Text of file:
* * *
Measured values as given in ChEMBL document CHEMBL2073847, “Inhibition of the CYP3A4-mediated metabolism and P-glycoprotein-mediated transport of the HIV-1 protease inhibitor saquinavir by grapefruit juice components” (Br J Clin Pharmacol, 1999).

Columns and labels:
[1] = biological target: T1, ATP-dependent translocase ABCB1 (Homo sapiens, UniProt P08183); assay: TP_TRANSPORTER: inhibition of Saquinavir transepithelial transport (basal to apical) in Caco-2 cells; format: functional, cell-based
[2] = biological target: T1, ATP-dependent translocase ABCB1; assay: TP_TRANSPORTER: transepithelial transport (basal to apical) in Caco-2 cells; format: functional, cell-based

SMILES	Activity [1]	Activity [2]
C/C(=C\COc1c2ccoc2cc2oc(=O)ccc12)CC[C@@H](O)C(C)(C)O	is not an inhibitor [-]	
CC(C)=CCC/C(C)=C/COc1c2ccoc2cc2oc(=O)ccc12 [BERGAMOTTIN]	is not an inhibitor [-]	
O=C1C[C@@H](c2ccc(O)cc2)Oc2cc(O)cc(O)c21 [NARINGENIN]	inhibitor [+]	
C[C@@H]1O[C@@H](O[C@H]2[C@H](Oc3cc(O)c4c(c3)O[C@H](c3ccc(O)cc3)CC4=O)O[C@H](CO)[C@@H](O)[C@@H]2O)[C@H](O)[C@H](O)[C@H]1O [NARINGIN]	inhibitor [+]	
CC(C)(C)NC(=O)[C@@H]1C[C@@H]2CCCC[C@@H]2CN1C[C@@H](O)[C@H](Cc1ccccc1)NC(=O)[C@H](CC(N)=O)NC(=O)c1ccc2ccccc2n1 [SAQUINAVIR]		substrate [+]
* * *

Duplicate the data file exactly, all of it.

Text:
Measured values as given in ChEMBL document CHEMBL2073847, “Inhibition of the CYP3A4-mediated metabolism and P-glycoprotein-mediated transport of the HIV-1 protease inhibitor saquinavir by grapefruit juice components” (Br J Clin Pharmacol, 1999).

Columns and labels:
[1] = biological target: T1, ATP-dependent translocase ABCB1 (Homo sapiens, UniProt P08183); assay: TP_TRANSPORTER: inhibition of Saquinavir transepithelial transport (basal to apical) in Caco-2 cells; format: functional, cell-based
[2] = biological target: T1, ATP-dependent translocase ABCB1; assay: TP_TRANSPORTER: transepithelial transport (basal to apical) in Caco-2 cells; format: functional, cell-based

SMILES	Activity [1]	Activity [2]
C/C(=C\COc1c2ccoc2cc2oc(=O)ccc12)CC[C@@H](O)C(C)(C)O	is not an inhibitor [-]	
CC(C)=CCC/C(C)=C/COc1c2ccoc2cc2oc(=O)ccc12 [BERGAMOTTIN]	is not an inhibitor [-]	
O=C1C[C@@H](c2ccc(O)cc2)Oc2cc(O)cc(O)c21 [NARINGENIN]	inhibitor [+]	
C[C@@H]1O[C@@H](O[C@H]2[C@H](Oc3cc(O)c4c(c3)O[C@H](c3ccc(O)cc3)CC4=O)O[C@H](CO)[C@@H](O)[C@@H]2O)[C@H](O)[C@H](O)[C@H]1O [NARINGIN]	inhibitor [+]	
CC(C)(C)NC(=O)[C@@H]1C[C@@H]2CCCC[C@@H]2CN1C[C@@H](O)[C@H](Cc1ccccc1)NC(=O)[C@H](CC(N)=O)NC(=O)c1ccc2ccccc2n1 [SAQUINAVIR]		substrate [+]